An Overview Of Primary Headaches
There’s perhaps no medical terminology/condition— save for the “malarias,” and the “typhoids“—as abused as “migraine” by the uninitiated. Migraine has come to mean different things to different people: for some, it is any headache that is “severe” and perhaps incapacitating. To others, it is any headache that recurs habitually. With this loose definition of the term migraine, the fact is that many headache syndromes labelled as “migraines” are not actually migraines. In this article, we will be looking at the different types of primary headaches, including those often mistaken by the uninitiated as “migraines,” and the typical migraine headaches.
Headaches: Primary Vs. Secondary
Headaches are broadly classified into Primary and Secondary forms.
- Primary headaches are headache syndromes which are disease entities of their own; they are usually nor caused by some other illness.
- Secondary headaches are those that arise as part of the symptoms of another illness; they are therefore caused by a readily identifiable local, or systemic illness. Example of causes of secondary headaches include; – Malaria – Typhoid – Hypertension – Sinusitis – Brain tumour – Meningitis – Brain bleed. – Etc.
Primary Headaches and Migraine
Primary headaches, as hinted above, are headache syndromes of their own, with no known systemic, or readily identifiable local cause.They are usually responsible for moderate, to severe, nagging headaches that keeps on recurring. Due to their habitual recurrence, they are likely to be what people have when they make statements such as this:”Headache is MY USUAL sickness.” Also, because of how severe and debilitating they can be, they can be easily mistaken for migraines, especially by the uninitiated.Headache syndromes that fall into this category include;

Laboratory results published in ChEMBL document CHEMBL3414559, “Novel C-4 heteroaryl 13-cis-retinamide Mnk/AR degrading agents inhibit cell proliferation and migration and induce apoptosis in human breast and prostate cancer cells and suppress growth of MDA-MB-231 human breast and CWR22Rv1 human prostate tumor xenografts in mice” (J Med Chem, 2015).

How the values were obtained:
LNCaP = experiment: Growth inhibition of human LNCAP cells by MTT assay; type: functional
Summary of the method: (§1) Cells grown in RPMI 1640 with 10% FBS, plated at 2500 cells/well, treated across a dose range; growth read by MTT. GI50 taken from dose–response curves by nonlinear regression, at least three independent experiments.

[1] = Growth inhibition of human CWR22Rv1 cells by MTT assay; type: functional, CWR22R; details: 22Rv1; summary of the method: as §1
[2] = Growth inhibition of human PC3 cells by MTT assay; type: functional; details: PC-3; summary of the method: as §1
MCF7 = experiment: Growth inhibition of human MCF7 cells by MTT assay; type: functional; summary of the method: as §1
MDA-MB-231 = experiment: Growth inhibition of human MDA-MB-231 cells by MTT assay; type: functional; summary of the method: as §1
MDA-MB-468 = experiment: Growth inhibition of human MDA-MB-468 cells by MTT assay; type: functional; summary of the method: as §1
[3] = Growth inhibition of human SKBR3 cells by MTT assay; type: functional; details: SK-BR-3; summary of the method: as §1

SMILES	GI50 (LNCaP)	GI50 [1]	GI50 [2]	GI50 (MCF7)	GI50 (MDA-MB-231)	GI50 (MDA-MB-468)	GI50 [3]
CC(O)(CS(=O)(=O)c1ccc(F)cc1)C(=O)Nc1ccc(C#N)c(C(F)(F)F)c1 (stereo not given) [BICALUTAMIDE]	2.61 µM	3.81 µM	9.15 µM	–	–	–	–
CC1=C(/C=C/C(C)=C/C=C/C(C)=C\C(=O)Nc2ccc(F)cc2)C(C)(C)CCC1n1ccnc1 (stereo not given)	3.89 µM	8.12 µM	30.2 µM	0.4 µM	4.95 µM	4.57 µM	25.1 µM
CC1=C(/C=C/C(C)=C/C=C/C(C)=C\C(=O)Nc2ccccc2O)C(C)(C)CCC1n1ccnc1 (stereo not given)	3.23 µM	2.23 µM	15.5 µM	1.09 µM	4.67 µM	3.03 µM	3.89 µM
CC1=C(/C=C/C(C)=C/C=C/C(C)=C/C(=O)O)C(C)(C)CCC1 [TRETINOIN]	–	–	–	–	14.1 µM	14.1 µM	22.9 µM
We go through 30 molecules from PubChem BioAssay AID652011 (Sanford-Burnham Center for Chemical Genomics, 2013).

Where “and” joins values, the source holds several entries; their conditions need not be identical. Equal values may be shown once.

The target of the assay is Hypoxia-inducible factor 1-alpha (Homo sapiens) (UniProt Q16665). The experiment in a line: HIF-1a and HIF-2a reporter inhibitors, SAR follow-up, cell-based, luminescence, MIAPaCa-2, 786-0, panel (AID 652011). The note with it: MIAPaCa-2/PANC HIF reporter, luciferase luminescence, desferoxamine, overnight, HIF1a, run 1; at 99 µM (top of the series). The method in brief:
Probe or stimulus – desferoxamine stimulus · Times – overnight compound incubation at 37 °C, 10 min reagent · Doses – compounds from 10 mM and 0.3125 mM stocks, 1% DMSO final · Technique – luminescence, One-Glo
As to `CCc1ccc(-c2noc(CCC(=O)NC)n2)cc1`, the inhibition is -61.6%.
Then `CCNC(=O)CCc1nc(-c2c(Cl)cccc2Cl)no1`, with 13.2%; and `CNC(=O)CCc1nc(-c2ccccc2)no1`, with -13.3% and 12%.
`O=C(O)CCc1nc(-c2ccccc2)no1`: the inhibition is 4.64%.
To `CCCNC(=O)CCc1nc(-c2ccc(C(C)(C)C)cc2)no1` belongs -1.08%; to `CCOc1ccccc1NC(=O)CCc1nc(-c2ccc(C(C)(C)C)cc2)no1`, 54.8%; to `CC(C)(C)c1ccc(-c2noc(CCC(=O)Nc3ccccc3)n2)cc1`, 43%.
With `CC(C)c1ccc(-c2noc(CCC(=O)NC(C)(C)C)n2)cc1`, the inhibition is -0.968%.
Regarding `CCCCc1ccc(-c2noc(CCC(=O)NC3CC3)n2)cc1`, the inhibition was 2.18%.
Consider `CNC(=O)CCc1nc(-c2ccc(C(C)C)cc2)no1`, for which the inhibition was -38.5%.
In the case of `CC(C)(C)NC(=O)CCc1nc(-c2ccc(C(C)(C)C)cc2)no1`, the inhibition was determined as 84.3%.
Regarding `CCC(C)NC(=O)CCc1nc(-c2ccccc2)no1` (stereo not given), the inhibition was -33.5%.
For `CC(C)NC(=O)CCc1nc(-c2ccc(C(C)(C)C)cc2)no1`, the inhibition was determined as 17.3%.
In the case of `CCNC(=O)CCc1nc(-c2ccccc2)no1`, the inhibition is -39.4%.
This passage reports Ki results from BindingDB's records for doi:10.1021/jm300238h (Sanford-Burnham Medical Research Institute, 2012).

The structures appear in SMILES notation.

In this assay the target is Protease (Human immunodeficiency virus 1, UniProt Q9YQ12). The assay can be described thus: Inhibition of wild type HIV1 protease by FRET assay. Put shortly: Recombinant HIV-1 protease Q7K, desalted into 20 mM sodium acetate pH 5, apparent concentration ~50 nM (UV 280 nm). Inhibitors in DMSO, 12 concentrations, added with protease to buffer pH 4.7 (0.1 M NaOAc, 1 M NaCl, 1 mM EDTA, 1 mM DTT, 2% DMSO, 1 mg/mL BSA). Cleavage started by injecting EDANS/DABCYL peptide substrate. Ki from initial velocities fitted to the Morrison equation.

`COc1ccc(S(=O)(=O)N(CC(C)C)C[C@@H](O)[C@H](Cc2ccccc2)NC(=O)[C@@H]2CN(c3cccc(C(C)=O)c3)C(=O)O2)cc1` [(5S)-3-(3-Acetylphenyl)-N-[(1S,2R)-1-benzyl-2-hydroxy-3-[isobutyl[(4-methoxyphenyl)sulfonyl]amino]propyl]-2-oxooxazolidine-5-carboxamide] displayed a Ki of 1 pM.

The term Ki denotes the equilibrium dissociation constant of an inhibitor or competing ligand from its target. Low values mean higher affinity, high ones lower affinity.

- Migraine Headaches
- Cluster Headaches
- Tension Headaches
Migraine is more than just headaches: it is a complex neurological disorder usually characterized by warning signs—called prodrome or aura, which culminate in a moderate to severe headache with characteristic features.Migraines are commoner in adolescents and young adults— especially those that are females. As a rule of the thumb, any headache that started after age 40 to 50 is UNLIKELY a migraine headache.It is important to note that what makes a headache a Migraine headache, or not, is not the severity of the headache, but its UNIQUE characteristics.
Recognizing A Migraine Headache:
Migraines are usually characterized by the following features:
- A moderate to severe headache.
- Headache is usually one-sided. That is, it usually involves just one side of the head, and face [can involve the two sides in some cases, though]. Areas usually involved are the forehead, the sides of the head, and sometimes the neck.
- Headache is usually pulsatile or throbbing.
- It is worsened by physical activity: a sufferer would prefer to lie still as even the slightest physical exertion may worsen it.
- It may be accompanied by redness of the eyes, and aversion to bright light, and or sound.
- It may be accompanied by nausea, and or vomiting.
- An episode typically lasts about 4 to 72 hours.
- It may come with a premonition, in the form of mood changes, loss of appetite, or nausea.
- It is usually preceded by an aura, in some patients. The aura may come as billows of coloured lights, or black spots, in the field of vision. .If your Headache does not have at least 70% of these features if is UNLIKELY a Migraine.
Risk Factors For Migraine
Factors that predisposes one to developing a migraine, or that may trigger an attack, include:
- Drinking of alcohol, especially red wine.
- Flashes of light
- Rapid weather changes
- Skipping of meals – Stress
- Oral contraceptive pills.
Variants Of Migraine HeadacheThese are forms of migraine which— in addition to the symptoms mentioned in the main post— may also come with atypical features. They include:
- Hemiplegic MigraineIn which one may be paralyzed on one side of the body during the attack.